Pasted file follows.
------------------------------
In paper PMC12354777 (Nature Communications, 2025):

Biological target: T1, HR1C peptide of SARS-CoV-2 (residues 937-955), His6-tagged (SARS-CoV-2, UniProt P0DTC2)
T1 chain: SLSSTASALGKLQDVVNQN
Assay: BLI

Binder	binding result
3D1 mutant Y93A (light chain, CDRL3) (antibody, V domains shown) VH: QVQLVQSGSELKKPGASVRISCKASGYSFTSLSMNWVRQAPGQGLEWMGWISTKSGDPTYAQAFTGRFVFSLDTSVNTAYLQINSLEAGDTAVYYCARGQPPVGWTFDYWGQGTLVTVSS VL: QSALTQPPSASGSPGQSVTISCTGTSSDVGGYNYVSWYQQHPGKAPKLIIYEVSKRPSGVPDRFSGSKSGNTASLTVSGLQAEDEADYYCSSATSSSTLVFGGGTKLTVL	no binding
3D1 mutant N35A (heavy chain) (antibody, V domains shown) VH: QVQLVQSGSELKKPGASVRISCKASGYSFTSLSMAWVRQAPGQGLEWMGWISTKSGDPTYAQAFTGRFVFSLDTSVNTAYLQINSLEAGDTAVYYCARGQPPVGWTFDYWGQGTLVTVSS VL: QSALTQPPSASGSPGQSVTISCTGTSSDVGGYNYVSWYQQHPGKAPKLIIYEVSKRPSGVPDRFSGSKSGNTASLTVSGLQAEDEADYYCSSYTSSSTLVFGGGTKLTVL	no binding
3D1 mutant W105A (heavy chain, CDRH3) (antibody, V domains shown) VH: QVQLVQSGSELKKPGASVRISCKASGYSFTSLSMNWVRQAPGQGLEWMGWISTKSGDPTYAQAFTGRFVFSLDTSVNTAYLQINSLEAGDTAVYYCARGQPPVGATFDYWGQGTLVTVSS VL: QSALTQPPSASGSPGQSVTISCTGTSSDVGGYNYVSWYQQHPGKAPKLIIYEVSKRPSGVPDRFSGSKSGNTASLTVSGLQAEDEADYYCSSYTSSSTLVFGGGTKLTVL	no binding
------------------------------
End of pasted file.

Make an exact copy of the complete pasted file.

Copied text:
In paper PMC12354777 (Nature Communications, 2025):

Biological target: T1, HR1C peptide of SARS-CoV-2 (residues 937-955), His6-tagged (SARS-CoV-2, UniProt P0DTC2)
T1 chain: SLSSTASALGKLQDVVNQN
Assay: BLI

Binder	binding result
3D1 mutant Y93A (light chain, CDRL3) (antibody, V domains shown) VH: QVQLVQSGSELKKPGASVRISCKASGYSFTSLSMNWVRQAPGQGLEWMGWISTKSGDPTYAQAFTGRFVFSLDTSVNTAYLQINSLEAGDTAVYYCARGQPPVGWTFDYWGQGTLVTVSS VL: QSALTQPPSASGSPGQSVTISCTGTSSDVGGYNYVSWYQQHPGKAPKLIIYEVSKRPSGVPDRFSGSKSGNTASLTVSGLQAEDEADYYCSSATSSSTLVFGGGTKLTVL	no binding
3D1 mutant N35A (heavy chain) (antibody, V domains shown) VH: QVQLVQSGSELKKPGASVRISCKASGYSFTSLSMAWVRQAPGQGLEWMGWISTKSGDPTYAQAFTGRFVFSLDTSVNTAYLQINSLEAGDTAVYYCARGQPPVGWTFDYWGQGTLVTVSS VL: QSALTQPPSASGSPGQSVTISCTGTSSDVGGYNYVSWYQQHPGKAPKLIIYEVSKRPSGVPDRFSGSKSGNTASLTVSGLQAEDEADYYCSSYTSSSTLVFGGGTKLTVL	no binding
3D1 mutant W105A (heavy chain, CDRH3) (antibody, V domains shown) VH: QVQLVQSGSELKKPGASVRISCKASGYSFTSLSMNWVRQAPGQGLEWMGWISTKSGDPTYAQAFTGRFVFSLDTSVNTAYLQINSLEAGDTAVYYCARGQPPVGATFDYWGQGTLVTVSS VL: QSALTQPPSASGSPGQSVTISCTGTSSDVGGYNYVSWYQQHPGKAPKLIIYEVSKRPSGVPDRFSGSKSGNTASLTVSGLQAEDEADYYCSSYTSSSTLVFGGGTKLTVL	no binding